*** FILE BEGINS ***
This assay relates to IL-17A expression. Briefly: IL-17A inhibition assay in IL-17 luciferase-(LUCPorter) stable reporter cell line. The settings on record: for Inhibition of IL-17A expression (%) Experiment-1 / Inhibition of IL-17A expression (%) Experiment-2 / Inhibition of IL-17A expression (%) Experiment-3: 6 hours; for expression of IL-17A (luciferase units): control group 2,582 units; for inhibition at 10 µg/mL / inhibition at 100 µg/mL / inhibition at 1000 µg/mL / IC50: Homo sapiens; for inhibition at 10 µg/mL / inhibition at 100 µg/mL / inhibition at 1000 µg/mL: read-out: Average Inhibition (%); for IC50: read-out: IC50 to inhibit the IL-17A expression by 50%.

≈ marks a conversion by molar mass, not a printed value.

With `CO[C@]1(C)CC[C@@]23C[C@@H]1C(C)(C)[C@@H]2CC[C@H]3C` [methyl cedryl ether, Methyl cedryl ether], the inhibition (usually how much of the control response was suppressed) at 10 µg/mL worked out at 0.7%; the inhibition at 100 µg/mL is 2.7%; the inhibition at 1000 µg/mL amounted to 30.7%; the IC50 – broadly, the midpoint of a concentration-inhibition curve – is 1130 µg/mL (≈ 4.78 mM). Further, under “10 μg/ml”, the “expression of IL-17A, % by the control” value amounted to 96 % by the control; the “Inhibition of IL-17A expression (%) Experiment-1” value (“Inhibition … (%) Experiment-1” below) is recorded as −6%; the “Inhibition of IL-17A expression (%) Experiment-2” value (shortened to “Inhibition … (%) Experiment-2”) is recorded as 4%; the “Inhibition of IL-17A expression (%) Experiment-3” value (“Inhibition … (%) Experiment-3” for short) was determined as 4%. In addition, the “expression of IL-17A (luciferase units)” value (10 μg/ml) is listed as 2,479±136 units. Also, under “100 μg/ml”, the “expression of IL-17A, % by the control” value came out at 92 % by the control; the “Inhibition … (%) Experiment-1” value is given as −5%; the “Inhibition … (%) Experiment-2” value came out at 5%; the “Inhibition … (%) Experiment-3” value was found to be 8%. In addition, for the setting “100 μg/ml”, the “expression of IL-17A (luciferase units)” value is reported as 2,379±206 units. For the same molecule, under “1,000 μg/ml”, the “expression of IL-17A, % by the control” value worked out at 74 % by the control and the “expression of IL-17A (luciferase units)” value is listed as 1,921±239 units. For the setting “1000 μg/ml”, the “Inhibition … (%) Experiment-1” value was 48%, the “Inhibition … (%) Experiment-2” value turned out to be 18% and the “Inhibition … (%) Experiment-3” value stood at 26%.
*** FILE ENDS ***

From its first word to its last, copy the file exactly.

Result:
This assay relates to IL-17A expression. Briefly: IL-17A inhibition assay in IL-17 luciferase-(LUCPorter) stable reporter cell line. The settings on record: for Inhibition of IL-17A expression (%) Experiment-1 / Inhibition of IL-17A expression (%) Experiment-2 / Inhibition of IL-17A expression (%) Experiment-3: 6 hours; for expression of IL-17A (luciferase units): control group 2,582 units; for inhibition at 10 µg/mL / inhibition at 100 µg/mL / inhibition at 1000 µg/mL / IC50: Homo sapiens; for inhibition at 10 µg/mL / inhibition at 100 µg/mL / inhibition at 1000 µg/mL: read-out: Average Inhibition (%); for IC50: read-out: IC50 to inhibit the IL-17A expression by 50%.

≈ marks a conversion by molar mass, not a printed value.

With `CO[C@]1(C)CC[C@@]23C[C@@H]1C(C)(C)[C@@H]2CC[C@H]3C` [methyl cedryl ether, Methyl cedryl ether], the inhibition (usually how much of the control response was suppressed) at 10 µg/mL worked out at 0.7%; the inhibition at 100 µg/mL is 2.7%; the inhibition at 1000 µg/mL amounted to 30.7%; the IC50 – broadly, the midpoint of a concentration-inhibition curve – is 1130 µg/mL (≈ 4.78 mM). Further, under “10 μg/ml”, the “expression of IL-17A, % by the control” value amounted to 96 % by the control; the “Inhibition of IL-17A expression (%) Experiment-1” value (“Inhibition … (%) Experiment-1” below) is recorded as −6%; the “Inhibition of IL-17A expression (%) Experiment-2” value (shortened to “Inhibition … (%) Experiment-2”) is recorded as 4%; the “Inhibition of IL-17A expression (%) Experiment-3” value (“Inhibition … (%) Experiment-3” for short) was determined as 4%. In addition, the “expression of IL-17A (luciferase units)” value (10 μg/ml) is listed as 2,479±136 units. Also, under “100 μg/ml”, the “expression of IL-17A, % by the control” value came out at 92 % by the control; the “Inhibition … (%) Experiment-1” value is given as −5%; the “Inhibition … (%) Experiment-2” value came out at 5%; the “Inhibition … (%) Experiment-3” value was found to be 8%. In addition, for the setting “100 μg/ml”, the “expression of IL-17A (luciferase units)” value is reported as 2,379±206 units. For the same molecule, under “1,000 μg/ml”, the “expression of IL-17A, % by the control” value worked out at 74 % by the control and the “expression of IL-17A (luciferase units)” value is listed as 1,921±239 units. For the setting “1000 μg/ml”, the “Inhibition … (%) Experiment-1” value was 48%, the “Inhibition … (%) Experiment-2” value turned out to be 18% and the “Inhibition … (%) Experiment-3” value stood at 26%.